Dan Fabricant spent three years as the FDA’s chief supplements enforcer, and his quixotic quest to clean up the industry left some industry veterans fuming while others appreciated at least some of his efforts (NDIs have been universally panned).
He’s now the head of the industry trade group the Natural Products Association, and he’s traded in the bull’s-eye on his back for celebrity status, at least in this neck of the woods we call home.
At the SupplySide West trade show in Las Vegas this month, Fabricant pooted forth on five issues that “are going to become more and more significant in 2015.” Here’s his list.
- Politics: Living and breathing inside the beltway has certainly become part of Fabricant’s fabric. In today’s era of unhinged money influencing politicians, he said that “to not know what’s going on politically is a mistake.” He noted that the amount of money being thrown at U.S. House of Representatives members has increased 23 percent between 2010 and 2014, from $276 million to $361 million. In the Senate, longtime industry champion Sen. Tom Harkin (D-Iowa) “will be gone in 90 days.” He said industry members are “working on developing new champions.”
- NDIs: The FDA’s draft New Dietary Ingredient guidance document was roundly panned when it was released in July 2011, to the point where Utah Sen. Orrin Hatch had to step in, pull rank and go straight to the head of the FDA. Fabricant hinted that one area the agency was looking to clarify was with “synthetic botanicals.” These are so-called “nature-identical” compounds, such as pterostilbene, which are exact molecular replicas as those found in nature, only they are synthesized. The FDA had ruled that these compounds could never be called a legitimate dietary ingredient. Now, it seems, this is up for consideration.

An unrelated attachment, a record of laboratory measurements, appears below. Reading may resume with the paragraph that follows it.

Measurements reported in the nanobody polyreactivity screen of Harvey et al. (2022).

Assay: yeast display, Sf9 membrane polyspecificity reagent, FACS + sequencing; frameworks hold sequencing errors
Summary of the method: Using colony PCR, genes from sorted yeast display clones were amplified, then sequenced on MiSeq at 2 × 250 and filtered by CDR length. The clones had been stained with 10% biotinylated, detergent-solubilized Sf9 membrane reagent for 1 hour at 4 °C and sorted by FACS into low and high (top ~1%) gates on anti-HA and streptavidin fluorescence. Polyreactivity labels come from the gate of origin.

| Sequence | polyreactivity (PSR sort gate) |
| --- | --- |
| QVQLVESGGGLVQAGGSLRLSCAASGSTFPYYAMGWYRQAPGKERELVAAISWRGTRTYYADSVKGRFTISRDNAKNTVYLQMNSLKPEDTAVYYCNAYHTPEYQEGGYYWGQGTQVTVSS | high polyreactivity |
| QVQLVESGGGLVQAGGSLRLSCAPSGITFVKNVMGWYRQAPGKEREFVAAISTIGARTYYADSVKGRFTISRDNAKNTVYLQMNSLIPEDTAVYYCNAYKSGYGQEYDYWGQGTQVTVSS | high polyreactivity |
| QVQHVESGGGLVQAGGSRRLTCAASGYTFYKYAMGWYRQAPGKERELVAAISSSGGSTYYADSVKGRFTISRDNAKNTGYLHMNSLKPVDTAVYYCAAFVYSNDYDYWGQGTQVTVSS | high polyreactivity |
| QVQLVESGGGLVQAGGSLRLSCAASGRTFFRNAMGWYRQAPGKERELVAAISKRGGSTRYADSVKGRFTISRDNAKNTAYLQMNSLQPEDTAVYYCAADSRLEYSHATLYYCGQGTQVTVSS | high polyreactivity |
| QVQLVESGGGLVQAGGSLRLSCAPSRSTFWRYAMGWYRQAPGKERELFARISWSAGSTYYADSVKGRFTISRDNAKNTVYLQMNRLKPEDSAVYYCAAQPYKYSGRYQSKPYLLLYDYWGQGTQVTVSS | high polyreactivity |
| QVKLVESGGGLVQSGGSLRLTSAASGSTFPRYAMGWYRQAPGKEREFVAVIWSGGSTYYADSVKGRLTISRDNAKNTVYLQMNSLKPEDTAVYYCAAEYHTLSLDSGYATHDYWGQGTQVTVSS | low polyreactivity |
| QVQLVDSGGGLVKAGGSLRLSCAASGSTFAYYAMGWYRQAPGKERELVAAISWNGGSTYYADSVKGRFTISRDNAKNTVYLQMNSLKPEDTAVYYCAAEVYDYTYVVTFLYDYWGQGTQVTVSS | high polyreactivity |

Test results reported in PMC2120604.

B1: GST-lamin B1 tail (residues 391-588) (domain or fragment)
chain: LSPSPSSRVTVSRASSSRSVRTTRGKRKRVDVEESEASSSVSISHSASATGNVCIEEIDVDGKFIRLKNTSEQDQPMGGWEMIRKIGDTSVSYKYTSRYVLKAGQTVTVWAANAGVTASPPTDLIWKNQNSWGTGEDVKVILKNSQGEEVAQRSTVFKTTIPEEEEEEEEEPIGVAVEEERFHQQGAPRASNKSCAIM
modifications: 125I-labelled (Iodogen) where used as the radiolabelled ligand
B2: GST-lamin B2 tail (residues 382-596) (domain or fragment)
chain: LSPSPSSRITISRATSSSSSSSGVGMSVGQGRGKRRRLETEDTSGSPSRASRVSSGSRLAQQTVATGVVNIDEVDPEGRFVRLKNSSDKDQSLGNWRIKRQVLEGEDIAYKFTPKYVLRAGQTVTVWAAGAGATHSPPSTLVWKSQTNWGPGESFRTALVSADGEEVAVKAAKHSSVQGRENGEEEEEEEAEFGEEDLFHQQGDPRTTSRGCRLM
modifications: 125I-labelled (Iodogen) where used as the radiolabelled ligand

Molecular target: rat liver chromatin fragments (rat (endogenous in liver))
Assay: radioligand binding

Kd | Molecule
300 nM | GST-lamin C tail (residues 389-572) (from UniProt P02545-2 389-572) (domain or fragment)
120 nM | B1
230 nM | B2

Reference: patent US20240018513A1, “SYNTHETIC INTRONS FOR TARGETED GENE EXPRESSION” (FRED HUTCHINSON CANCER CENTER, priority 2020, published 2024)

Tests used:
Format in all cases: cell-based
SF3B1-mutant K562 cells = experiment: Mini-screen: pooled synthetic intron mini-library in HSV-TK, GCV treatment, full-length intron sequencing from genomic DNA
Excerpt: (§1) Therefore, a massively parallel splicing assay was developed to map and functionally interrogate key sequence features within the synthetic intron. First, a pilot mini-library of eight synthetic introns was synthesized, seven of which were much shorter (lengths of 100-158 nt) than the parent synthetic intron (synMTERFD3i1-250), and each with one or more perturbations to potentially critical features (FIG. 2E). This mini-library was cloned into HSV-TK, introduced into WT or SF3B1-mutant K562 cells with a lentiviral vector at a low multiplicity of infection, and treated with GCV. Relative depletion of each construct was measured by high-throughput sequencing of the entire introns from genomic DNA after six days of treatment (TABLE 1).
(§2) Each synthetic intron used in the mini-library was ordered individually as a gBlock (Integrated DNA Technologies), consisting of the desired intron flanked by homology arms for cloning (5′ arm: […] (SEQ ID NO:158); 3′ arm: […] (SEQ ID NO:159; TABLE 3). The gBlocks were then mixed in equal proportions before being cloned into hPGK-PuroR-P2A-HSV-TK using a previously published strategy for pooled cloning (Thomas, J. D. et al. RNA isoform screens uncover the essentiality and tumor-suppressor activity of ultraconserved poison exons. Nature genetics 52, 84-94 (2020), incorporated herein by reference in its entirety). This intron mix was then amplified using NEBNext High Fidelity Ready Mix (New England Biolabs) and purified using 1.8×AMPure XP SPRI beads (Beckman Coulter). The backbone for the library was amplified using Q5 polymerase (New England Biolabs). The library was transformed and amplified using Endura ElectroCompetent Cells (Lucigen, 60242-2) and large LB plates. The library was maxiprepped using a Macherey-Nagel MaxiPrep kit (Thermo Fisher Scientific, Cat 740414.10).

- "Natural," defined: While Fabricant was at the FDA, his Natural Products Association had come out with a definition for natural as it relates to personal care products. Besides not being able to use petroleum-based products, the NPA produced a definition that included these points:
· Natural Ingredients: A product labeled "natural" should be made up of only, or at least almost only, natural ingredients and be manufactured with appropriate processes to maintain ingredient purity.
· Safety: A product labeled "natural" should avoid any ingredient with a suspected human health risk.
· Responsibility: A product labeled "natural" should use no animal testing in its development.
· Sustainability: A product labeled "natural" should use biodegradable ingredients and the most environmentally sensitive packaging.
That definition seemed to please the trade group, which went no further in providing clarity to the other classes of products. In the last few months, a new industry trade group, the Organic and Natural Health Association, has formed with the express mission of defining natural for the supplements, food and beverage industries (and likely personal care as well).
Fabricant has been less than praiseworthy of ONHA’s efforts, perhaps feeling they are stepping on the toes of the NPA. Regardless, it’s an issue whose time is ripe for the defining, what with lawyers doing the heavy lifting for the last couple of years. “Natural is up for debate,” said Fabricant. “There’s some federal legislation."
The view from here is that ONHA might settle down some ruffled feathers by reaching out and adopting some, most or all of NPA’s natural definition as it relates to personal care products. Whether that move would mean the NPA would make nice for the sake of the larger industry in the other categories remains in play.
- GMOs: States from coast to coast are the hot spots in the battles between natural consumers and the biotech industry. Polls showing overwhelming consumer consensus for GMO labeling have been beaten back by the power of biotech bucks to sway consumers into rethinking their commitments. Fabricant merely noted that the “crops of concern” include soybeans, corn, cotton and sugar beets. This includes ingredients derived from those crops, such as vitamin E from soy, soy isoflavones and soy protein.
- Ebola: In what may be the most over-rated disease in U.S. history (at press time, more people have married Kim Kardashian than have died from ebola in America), supplement companies have nevertheless capitalized on the talk and fear coming from media and political outlets. “It’s not good for our industry,” said Fabricant. “A few years ago there was H1N1. This doesn’t help anybody. Regulators have sent out warning letters, especially from FTC. Twenty years ago no one was looking at dietary supplements to treat pathogenic diseases.”